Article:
Sean McKenna, Senior Manager for Constrained Resources and Environmental Analytics at IBM Research-Ireland, was elected by the International Association of Mathematical Geosciences (IAMG) as the 2016 Distinguished Lecturer at the recent IAMG annual meeting in Freiberg, Germany.
The mission of the IAMG is to promote, worldwide, the advancement of mathematics, statistics and informatics in the Geosciences. IAMG promotes international cooperation in the application and use of mathematics in geological research and technology and the extension of these pursuits to applications in engineering, environmental and planetary sciences.
Each year, IAMG selects a Distinguished Lecturer. Selection as a Distinguished Lecturer is viewed as a major honor and recognition of excellence by IAMG. The Distinguished Lecturer must possess: (i) demonstrated ability to communicate mathematical concepts to a general geological audience, (ii) a clear enthusiasm for mathematical geology, (iii) recognition for work in their field, and (iv) established skill in working with individuals and in group discussions on geological problems.
In addition to recognizing an individual's significant contributions, this position promotes mathematical geosciences, stimulates general scientific and professional interest in these areas, expands the research scope within the IAMG community, and strengthens connections across IAMG activities.
The Distinguished Lecturer must prepare and plan lectures for both general geological audiences as well as one or more lectures on a specialized topic(s). Anyone can attend the lectures, which are hosted by university departments and local geological societies. IAMG provides funding for travel to presentation venues with local host organizations covering local lodging, food and transportation costs.
Sean has worked and published extensively on research and applications of mathematical and statistical techniques to problems in ground water modeling, optimal sampling for resource assessment, geostatistical models for decision making in environmental remediation and change identification in climate data sets. This work has been applied to the development of geologic repositories for long-term underground storage, development of site characterization protocols using large amounts of geophysical data and spatial statistical analysis of satellite imagery. These interests are being applied within IBM Research to improving efficiency and sustainability in areas of natural resources management and urban infrastructure systems. Sean’s team in Ireland is working on applications including smarter water solutions, energy demand forecasting, 3-D environmental prediction tools, and high resolution weather forecasting.
Sean has taught short-courses on probabilistic approaches to geologic site characterization and risk assessment, tracer testing in fractured rock aquifers, and detection of water quality anomalies from continuous monitoring data. Sean previously served as Chair of the IAMG Distinguished Lecturer Committee, 2005 to 2012, and currently serves on the Editorial Board of the IAMG journal Mathematical Geosciences.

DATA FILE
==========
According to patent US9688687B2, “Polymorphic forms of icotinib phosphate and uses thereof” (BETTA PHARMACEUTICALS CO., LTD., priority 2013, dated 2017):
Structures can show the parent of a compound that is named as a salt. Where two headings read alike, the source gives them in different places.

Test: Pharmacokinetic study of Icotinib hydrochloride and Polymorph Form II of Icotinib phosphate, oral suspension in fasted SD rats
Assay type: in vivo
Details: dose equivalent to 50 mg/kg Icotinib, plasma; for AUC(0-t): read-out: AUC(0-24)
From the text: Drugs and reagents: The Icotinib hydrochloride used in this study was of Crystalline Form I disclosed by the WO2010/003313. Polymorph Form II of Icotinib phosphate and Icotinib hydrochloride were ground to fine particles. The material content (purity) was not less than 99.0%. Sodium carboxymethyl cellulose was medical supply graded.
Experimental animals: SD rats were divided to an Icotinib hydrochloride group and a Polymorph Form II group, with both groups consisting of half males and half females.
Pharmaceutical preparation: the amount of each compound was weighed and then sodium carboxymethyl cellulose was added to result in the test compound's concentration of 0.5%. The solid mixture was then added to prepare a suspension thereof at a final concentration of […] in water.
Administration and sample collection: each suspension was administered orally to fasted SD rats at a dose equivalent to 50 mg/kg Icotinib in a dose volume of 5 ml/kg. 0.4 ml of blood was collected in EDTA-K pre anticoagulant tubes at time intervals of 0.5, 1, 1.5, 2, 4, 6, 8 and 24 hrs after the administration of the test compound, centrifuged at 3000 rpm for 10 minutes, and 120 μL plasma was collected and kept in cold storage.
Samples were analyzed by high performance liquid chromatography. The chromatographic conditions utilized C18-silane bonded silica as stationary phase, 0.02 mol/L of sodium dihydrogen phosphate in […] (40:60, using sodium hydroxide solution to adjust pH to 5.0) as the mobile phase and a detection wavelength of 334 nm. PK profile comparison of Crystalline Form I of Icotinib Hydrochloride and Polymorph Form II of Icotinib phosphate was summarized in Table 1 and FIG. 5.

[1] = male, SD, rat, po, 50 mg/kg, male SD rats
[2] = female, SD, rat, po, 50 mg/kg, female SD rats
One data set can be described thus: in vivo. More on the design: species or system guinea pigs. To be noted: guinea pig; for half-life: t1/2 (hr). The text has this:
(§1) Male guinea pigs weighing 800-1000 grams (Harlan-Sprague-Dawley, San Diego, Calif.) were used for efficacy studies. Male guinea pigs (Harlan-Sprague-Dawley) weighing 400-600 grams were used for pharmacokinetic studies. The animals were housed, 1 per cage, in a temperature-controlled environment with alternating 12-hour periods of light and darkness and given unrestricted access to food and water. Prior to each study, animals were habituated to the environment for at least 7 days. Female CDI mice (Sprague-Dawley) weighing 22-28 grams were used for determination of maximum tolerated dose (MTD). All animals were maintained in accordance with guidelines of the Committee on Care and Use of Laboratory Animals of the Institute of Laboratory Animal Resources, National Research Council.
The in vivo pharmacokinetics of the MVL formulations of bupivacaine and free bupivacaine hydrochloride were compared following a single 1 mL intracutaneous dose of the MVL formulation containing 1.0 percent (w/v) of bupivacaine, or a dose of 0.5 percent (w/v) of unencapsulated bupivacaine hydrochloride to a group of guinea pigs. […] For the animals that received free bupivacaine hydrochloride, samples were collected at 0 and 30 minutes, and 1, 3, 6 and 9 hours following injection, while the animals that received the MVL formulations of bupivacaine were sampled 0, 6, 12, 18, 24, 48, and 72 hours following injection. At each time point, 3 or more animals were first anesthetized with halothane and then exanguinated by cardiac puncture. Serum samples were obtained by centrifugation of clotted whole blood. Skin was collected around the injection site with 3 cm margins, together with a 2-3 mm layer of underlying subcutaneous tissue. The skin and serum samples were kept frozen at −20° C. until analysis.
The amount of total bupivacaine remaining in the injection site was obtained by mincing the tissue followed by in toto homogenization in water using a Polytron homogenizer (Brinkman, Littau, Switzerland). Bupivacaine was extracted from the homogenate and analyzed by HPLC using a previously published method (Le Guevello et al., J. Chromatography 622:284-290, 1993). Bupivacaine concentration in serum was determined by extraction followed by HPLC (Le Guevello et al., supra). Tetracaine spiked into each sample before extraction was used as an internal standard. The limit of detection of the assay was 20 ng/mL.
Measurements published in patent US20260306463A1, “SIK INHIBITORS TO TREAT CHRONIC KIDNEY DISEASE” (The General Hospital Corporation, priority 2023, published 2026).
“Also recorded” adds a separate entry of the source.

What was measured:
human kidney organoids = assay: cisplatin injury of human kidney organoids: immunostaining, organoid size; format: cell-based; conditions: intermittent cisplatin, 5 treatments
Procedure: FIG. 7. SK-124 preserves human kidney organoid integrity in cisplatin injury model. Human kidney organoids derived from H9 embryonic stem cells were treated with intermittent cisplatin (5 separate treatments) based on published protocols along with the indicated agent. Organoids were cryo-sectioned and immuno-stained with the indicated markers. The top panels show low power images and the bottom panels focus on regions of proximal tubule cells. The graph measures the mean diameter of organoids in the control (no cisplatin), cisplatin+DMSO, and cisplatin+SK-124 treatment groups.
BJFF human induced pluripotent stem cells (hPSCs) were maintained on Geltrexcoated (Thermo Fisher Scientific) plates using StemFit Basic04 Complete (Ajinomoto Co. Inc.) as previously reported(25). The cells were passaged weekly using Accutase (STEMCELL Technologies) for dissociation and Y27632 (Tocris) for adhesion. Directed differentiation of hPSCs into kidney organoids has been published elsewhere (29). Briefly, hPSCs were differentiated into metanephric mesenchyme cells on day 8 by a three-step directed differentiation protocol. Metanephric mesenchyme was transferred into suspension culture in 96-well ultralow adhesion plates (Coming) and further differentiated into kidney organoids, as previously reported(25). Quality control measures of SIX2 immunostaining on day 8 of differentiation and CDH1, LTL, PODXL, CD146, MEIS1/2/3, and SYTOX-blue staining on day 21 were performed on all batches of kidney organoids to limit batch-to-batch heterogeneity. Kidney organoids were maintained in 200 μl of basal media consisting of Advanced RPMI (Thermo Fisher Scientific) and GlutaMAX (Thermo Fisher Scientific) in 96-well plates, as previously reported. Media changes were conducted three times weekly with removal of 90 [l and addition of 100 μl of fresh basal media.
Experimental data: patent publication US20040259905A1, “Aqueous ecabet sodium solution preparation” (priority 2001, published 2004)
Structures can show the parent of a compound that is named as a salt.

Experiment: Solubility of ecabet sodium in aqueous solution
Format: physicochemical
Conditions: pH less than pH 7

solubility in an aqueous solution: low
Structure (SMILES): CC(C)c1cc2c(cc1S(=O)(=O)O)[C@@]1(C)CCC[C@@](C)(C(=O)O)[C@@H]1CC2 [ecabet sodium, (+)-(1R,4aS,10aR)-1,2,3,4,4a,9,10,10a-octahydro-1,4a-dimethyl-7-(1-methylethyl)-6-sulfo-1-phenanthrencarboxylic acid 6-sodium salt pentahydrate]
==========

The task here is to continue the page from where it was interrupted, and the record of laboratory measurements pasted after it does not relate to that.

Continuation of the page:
Sean will present one of three technical presentations at each venue:
Simulation of ground water flow in heterogeneous media
Hydraulic conductivity in heterogeneous and fractured media can range over many orders of magnitude. Creating numerical representations of this highly variable material property and simulating flow through in these representations is demonstrated here. Examples from work in nuclear waste repositories also demonstrate results of inverse parameter estimation within these complex models.
Hidden Markov Models in Environmental and Geoscience Applications
Observations of geologic and environmental variables are often done through indirect sensing that reflect an unknown hidden state. Hidden Markov models (HMM’s) provide a framework for learning and interpreting the hidden states through these indirect measurements. Examples of using HMM’s to improve decision making made from geophysical measurements are presented.
Detecting Significance in Spatially Correlated Processes:
Recent developments for determining significance across spatially correlated results exploit properties of Gaussian random fields. Applications to improving understanding of the relationships between vegetation dynamics and the El Nino Southern Oscillation (ENSO) anomalies are demonstrated.
A fourth presentation oriented to a general audience is also offered:
Smarter Planet 2.0
This presentation will explore progress to date in applying Big Data and analytic tools to improved operation of infrastructure systems and resource allocation with a focus on water and energy.
More about IAMG:
The IAMG was established in August 1968 at the International Geological Congress in Prague. They currently have chapters in China, France, India, Canada, US, Germany and the Netherlands. The organization holds annual meetings and presents a number of annual awards as well as prestigious awards as well as supporting student chapters around the world and also funds research grants to students in graduate school or post- doctoral positions for research in the fields of mathematical geology, geomathematics, and geoinformatics.
SOURCE for Picture: NASA EarthData